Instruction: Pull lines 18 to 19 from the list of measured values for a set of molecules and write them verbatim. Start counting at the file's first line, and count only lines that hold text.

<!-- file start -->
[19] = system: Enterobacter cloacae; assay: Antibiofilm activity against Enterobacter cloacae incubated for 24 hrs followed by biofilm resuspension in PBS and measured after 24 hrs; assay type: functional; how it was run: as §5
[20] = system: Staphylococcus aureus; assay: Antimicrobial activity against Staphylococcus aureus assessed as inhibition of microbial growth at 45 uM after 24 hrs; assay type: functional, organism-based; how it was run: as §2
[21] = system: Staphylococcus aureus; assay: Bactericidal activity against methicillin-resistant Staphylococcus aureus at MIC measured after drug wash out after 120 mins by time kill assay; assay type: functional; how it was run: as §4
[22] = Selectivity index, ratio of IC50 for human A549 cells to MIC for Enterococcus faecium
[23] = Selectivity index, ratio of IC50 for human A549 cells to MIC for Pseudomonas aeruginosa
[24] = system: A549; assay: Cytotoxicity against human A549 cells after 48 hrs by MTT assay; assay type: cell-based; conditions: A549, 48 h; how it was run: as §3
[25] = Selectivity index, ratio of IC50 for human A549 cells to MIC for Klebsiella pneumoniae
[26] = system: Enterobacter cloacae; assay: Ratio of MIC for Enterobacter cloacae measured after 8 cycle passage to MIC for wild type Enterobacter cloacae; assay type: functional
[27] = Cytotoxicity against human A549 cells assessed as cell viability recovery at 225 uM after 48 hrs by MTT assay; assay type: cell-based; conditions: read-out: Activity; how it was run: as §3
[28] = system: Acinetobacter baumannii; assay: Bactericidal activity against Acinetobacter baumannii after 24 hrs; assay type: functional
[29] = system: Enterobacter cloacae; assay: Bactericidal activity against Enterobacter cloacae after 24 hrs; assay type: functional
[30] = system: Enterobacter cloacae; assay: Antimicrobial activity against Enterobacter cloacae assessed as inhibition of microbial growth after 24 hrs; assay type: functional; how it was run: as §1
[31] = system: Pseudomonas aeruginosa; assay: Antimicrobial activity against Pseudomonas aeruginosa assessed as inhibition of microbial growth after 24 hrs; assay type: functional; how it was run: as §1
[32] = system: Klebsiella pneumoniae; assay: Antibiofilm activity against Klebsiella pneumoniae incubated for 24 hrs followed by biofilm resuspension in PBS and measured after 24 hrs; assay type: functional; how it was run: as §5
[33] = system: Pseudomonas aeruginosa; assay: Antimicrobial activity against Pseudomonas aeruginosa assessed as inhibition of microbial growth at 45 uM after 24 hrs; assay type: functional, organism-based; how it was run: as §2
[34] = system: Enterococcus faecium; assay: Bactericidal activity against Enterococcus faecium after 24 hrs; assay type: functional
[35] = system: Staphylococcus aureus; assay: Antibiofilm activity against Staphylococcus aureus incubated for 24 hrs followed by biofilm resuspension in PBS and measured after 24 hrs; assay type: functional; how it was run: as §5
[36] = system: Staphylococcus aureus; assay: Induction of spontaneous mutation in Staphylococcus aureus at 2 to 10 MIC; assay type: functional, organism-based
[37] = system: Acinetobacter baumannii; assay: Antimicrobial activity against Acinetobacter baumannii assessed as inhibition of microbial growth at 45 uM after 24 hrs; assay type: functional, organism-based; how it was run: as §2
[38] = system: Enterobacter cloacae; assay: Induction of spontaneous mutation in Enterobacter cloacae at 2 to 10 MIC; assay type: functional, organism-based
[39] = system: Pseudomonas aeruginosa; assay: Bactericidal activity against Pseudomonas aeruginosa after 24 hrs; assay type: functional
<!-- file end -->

[36] = system: Staphylococcus aureus; assay: Induction of spontaneous mutation in Staphylococcus aureus at 2 to 10 MIC; assay type: functional, organism-based
[37] = system: Acinetobacter baumannii; assay: Antimicrobial activity against Acinetobacter baumannii assessed as inhibition of microbial growth at 45 uM after 24 hrs; assay type: functional, organism-based; how it was run: as §2